Northern Ireland business, freight and farm organisations have highlighted a litany of problems within the first week of the operation of the Northern Ireland Protocol, pointing to a lack of information for traders and poor preparedness, especially among companies in Britain exporting goods to Northern Ireland.

The House of Commons Northern Ireland Affairs Committee heard evidence of food consignments being prevented from crossing to Northern Ireland because of a poor understanding of the paperwork required.

There have also been instances of GB suppliers preferring not to ship food products to Northern Ireland retailers.

On one occasion, a haulage firm was forced to resort to YouTube to work out what paperwork was required when bringing food consignments into Northern Ireland, the committee heard.

Overall, the testimony of the Northern Ireland Retail Consortium, Freight NI and the Ulster Farmers' Union painted a picture of a lack of preparedness and official information, compounded by confusion over what the grace periods, agreed by the EU and UK in December, actually entailed.

The effects have so far been cushioned by a light touch approach by Northern Ireland and EU officials operating at northern ports, and the low volumes of trade due to the traditionally slow start to the year, the impact of the Covid pandemic, and the fact that many importers had stockpiled goods in December, witnesses said.

The committee was hearing evidence from Aodhán Connolly, CEO of the Northern Ireland Retail Consortium, Seamus Leheny, policy manager for Freight NI, and Victor Chesnutt, president of the Ulster Farmers' Union.

The committee heard of grave concerns that when trade flows reach their normal levels in the third week of January then there could be significant problems.

Gregory Campbell, DUP MP for East Londonderry, told the committee: "We need to understand the scale of the likely problem six to eight months from now."

DUP MP Ian Paisley described the Protocol as an "unmitigated disaster" and said it should be "removed" by invoking Article 16, as the Protocol was proving to be an impediment to UK trade.

Article 16 states that if application of the Protocol leads to persistent "serious economic, societal or environmental difficulties" then either side could unilaterally take "appropriate safeguard measures".

Chair of the Committee Simon Hoare MP said the idea of invoking Article 16 just days into the operation of the Protocol would be "slightly eccentric".

Aodhán Connolly told the committee that official government guidance on moving parcels had only been issued the day before the Protocol took effect on January 1.

Issues such as VAT rules and Rules of Origin were "very confusing" for traders, especially for car dealers, he told the committee.

There were unforeseen legal consequences, such as who paid for costs caused by delays, if such costs were not written into the contract.

Mr Leheny told the committee everything was "last minute" and there had been significant upheaval.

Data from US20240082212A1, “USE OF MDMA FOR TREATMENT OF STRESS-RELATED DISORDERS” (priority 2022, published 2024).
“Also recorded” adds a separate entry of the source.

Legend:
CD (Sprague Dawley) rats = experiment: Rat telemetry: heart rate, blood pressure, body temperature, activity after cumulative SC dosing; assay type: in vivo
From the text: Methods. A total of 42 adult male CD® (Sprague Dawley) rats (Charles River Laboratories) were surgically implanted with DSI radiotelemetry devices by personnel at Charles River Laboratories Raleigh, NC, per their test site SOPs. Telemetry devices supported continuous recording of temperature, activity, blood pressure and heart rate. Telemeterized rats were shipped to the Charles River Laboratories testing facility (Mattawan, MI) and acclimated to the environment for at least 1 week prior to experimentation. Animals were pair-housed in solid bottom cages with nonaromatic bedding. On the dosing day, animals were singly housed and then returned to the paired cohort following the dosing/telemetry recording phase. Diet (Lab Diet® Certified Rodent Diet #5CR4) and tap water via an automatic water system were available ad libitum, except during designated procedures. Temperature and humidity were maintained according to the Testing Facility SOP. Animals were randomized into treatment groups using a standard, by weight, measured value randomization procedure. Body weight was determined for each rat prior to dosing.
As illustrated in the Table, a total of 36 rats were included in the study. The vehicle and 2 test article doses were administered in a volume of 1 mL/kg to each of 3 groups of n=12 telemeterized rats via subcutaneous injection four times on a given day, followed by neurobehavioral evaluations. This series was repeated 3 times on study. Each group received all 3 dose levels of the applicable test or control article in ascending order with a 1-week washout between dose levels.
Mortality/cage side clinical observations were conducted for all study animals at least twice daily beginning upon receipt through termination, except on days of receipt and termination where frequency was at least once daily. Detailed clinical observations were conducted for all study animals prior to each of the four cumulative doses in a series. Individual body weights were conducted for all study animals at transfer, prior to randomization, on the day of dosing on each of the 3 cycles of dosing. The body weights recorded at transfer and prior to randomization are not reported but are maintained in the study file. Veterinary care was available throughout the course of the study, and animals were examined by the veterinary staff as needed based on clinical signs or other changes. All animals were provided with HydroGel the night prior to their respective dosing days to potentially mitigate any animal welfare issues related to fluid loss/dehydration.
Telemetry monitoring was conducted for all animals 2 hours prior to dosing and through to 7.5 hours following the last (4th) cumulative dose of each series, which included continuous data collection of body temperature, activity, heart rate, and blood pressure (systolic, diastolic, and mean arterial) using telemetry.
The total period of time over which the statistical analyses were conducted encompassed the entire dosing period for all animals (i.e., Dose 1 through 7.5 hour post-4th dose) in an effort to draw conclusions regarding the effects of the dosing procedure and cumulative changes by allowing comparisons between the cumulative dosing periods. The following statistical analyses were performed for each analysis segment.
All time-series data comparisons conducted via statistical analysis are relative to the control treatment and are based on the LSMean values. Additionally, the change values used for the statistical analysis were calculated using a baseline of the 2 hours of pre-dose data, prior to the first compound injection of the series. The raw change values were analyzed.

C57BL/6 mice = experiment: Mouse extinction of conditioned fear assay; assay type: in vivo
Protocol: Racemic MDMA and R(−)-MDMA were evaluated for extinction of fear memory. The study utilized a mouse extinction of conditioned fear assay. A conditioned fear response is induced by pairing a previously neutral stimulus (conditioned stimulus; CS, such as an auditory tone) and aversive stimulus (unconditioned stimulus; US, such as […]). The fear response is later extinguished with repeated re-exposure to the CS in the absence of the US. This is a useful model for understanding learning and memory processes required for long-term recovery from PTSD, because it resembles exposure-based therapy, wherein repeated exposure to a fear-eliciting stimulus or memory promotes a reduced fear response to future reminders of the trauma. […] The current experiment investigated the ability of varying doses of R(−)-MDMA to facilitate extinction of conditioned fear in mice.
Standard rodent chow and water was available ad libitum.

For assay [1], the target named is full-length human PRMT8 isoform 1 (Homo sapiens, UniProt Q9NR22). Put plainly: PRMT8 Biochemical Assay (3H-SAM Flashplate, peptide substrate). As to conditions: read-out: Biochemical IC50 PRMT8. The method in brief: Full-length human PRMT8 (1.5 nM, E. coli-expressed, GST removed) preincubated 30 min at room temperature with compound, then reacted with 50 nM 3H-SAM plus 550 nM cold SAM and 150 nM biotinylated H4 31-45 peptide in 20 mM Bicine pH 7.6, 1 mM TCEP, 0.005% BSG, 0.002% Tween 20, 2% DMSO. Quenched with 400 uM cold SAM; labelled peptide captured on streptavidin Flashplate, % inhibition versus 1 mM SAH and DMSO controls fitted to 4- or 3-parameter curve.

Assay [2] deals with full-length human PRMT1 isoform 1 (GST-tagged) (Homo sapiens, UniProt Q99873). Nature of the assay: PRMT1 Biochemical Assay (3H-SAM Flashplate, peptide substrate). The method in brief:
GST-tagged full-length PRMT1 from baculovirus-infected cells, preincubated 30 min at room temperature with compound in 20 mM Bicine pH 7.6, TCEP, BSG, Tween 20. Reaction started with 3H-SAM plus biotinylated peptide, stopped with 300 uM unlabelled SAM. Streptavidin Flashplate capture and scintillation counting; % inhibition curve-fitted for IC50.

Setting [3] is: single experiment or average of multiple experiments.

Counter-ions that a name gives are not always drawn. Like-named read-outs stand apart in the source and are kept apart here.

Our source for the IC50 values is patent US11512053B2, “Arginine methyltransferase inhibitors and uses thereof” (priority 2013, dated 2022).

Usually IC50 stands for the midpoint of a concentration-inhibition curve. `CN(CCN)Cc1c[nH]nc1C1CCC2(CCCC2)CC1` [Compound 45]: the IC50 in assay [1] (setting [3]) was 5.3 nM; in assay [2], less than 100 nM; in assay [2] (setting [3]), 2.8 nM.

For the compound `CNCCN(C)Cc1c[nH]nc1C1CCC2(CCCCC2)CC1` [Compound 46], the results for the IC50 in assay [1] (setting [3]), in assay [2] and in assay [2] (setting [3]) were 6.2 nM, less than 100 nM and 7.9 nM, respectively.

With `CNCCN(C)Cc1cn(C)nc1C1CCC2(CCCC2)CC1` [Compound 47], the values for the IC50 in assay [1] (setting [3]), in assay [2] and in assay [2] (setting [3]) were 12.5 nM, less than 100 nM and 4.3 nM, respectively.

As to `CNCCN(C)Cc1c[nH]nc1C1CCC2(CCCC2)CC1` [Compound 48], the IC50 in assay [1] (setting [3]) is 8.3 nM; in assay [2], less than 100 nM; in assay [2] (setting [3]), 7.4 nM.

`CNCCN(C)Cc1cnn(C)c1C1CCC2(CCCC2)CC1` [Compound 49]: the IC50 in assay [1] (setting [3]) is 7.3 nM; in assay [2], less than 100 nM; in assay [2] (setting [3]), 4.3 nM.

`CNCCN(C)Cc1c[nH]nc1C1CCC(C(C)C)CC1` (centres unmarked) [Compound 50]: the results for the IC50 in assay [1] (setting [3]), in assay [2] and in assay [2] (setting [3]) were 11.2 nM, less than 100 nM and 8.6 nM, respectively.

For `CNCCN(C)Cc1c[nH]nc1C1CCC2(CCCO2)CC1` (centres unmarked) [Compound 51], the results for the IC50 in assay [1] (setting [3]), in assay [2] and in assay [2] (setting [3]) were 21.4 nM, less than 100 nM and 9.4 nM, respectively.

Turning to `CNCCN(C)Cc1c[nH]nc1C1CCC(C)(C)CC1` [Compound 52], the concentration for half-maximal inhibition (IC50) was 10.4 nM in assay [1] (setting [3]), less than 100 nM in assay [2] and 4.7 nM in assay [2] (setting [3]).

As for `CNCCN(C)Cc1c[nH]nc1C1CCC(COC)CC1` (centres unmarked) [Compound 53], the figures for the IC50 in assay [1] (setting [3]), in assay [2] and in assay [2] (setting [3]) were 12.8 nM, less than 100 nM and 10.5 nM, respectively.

One company had informed him that one customs declaration, for a consignment entering from GB, had taken 12 hours to process.

He said a customs clearance centre was supposed to be manned by 70 staff, but over the opening weekend only four staff had been on duty. 

Mr Leheny highlighted the problem of "groupage", whereby a lorry travelling to the UK would traditionally make multiple pick ups.

Because each consignment needed a customs declaration this was not causing significant concerns, as was the fact that lorries containing food products could no longer engage in groupage because the container had to be sealed with the first collection.

He told the committee that many companies in Great Britain were simply not aware of the new obligations required by the Protocol to complete customs declaration and to pre-notify the movement of food products to the EU's TRACES system, which monitors the movement of food products and live animals into the EU.

As a result, a large manufacturer had to prevent 15 food lorries from travelling to Northern Ireland because it had not completed customs formalities.

The committee heard that operators had misunderstood that the grace periods of three and six months for certain food products only meant the waiving of Export Health Certificates (EHCs) for products of animal origin, and did not mean that companies were exempt from customs declarations, or TRACES pre-notifications.

Mr Chesnutt said that Northern Ireland livestock farmers were heavily dependent on grain for animal feed, and supplies had previously come thanks to the EU-Ukraine free trade agreement.

However, because of Brexit, there was a quota implication for such grain and maize imports and as a result Northern Ireland livestock companies would be hit by up to £2m (€2.2m) in tariffs.

This is because such imports into Northern Ireland were at risk of crossing the border into the Republic. A potential rebate system for livestock owners to recoup the tariffs had not yet been set up.

Mr Connolly told the committee that the EU and UK should continue discussions via the so-called Joint Committee, set up under the Withdrawal Agreement, in order to extend grace periods and to create a long term workable solution.